SIS, the name of this women’s magazine, refers to sisters, as in a group of women, but SIS is slang for one sister and in a waspy way at that. I once saw “You’re such a WASP!” on Sex and the City subtitled in Dutch as “Je bent zo Amerikaans!” (You’re so American!). Since WASP stands for White Anglo-Saxon Protestant, I would have made it “Je bent zo burgelijk!” (“You’re so bourgeois!”). After all, it was aimed at Charlotte.
‘Dealen’ in Dutch means to deal drugs! If a verb needs a preposition in Dutch, English is sometimes used to circumvent using one. That’s not the case here. Remember, sloth is one of the seven sins, folks.
November 5th, 2005 at 4:16 pm
My inner Dunglishman is perhaps hypersensitive, but it got quite a knock when I saw the Sis ad that reads “Sis werkt, Sis leeft”. I read that as “Sis works, Sis is still alive”, which seems to be an odd thing to advertise. But as I said, probably hypersensitive. It is possible to use “leeft” in Dutch in the sense of “living it up”.
Not to mention that the working Sis was portrayed as just that, whereas the living Sis was portrayed as carrying a baby. The suggestion being that motherhood is a hobby or something like that.
I thought the WASP translation was quite cheeky, actually.
November 7th, 2005 at 9:08 am
I’ll tell you why ‘SIS’ is not cool. The slang expression ‘sister’ pronounced ‘sista’ is taken from African-American vernacular. I find it ironic that something considered to be African-American vernacular is absorbed in a waspy way for the sole reason of sounding cool. Pronounced by the wrong Dutch person, SIS sounds like a snake hissing, but that’s just me 🙂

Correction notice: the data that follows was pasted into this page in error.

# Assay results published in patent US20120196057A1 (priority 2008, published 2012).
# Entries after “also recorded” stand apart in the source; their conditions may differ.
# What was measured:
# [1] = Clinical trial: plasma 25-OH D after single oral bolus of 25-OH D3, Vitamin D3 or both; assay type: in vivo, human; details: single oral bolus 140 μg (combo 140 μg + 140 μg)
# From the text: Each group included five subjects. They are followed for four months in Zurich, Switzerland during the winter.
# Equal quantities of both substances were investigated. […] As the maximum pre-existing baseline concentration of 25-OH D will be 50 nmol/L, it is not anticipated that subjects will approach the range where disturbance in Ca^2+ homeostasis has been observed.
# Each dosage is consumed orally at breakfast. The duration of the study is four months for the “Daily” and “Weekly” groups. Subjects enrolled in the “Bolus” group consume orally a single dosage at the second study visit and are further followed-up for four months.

November 7th, 2005 at 1:12 pm
Ah, but the Dutch translation of “to hiss” is “sissen”.
November 7th, 2005 at 3:06 pm
Therefore the circle is round! Lovely.
November 7th, 2005 at 5:25 pm
I’ve noticed (in an appalled way) that people seem to be abandoning the preposition that ‘deal’ requires when used in the sense of ‘cope’ or ‘manage’. Thus ‘I can deal’ is supposed to mean ‘I can deal with it/that’ rather than ‘I am able to sell drugs’ or ‘I know how to distribute playing cards’.
I consider ‘sis’ as in a form of address to one’s own sister different from AAVE ‘sister/sista’, but either way, SIS is a silly name for a magazine, especially one in Dutch. Unless it’s about keeping snakes as pets or something.